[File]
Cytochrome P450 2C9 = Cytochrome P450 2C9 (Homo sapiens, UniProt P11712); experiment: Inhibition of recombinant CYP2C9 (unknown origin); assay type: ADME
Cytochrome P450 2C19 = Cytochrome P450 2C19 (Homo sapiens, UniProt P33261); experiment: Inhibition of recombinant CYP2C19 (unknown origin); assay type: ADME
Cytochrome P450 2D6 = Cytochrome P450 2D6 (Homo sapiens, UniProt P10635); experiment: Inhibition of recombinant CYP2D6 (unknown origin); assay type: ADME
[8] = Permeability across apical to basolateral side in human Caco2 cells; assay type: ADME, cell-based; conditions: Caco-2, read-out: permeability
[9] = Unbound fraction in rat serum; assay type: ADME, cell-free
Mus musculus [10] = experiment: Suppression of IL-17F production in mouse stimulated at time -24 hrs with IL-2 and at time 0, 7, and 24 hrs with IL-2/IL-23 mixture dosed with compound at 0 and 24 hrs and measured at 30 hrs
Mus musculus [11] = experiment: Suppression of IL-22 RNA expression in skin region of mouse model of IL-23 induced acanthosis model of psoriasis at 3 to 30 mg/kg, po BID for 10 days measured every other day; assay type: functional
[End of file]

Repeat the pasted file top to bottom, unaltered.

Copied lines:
Cytochrome P450 2C9 = Cytochrome P450 2C9 (Homo sapiens, UniProt P11712); experiment: Inhibition of recombinant CYP2C9 (unknown origin); assay type: ADME
Cytochrome P450 2C19 = Cytochrome P450 2C19 (Homo sapiens, UniProt P33261); experiment: Inhibition of recombinant CYP2C19 (unknown origin); assay type: ADME
Cytochrome P450 2D6 = Cytochrome P450 2D6 (Homo sapiens, UniProt P10635); experiment: Inhibition of recombinant CYP2D6 (unknown origin); assay type: ADME
[8] = Permeability across apical to basolateral side in human Caco2 cells; assay type: ADME, cell-based; conditions: Caco-2, read-out: permeability
[9] = Unbound fraction in rat serum; assay type: ADME, cell-free
Mus musculus [10] = experiment: Suppression of IL-17F production in mouse stimulated at time -24 hrs with IL-2 and at time 0, 7, and 24 hrs with IL-2/IL-23 mixture dosed with compound at 0 and 24 hrs and measured at 30 hrs
Mus musculus [11] = experiment: Suppression of IL-22 RNA expression in skin region of mouse model of IL-23 induced acanthosis model of psoriasis at 3 to 30 mg/kg, po BID for 10 days measured every other day; assay type: functional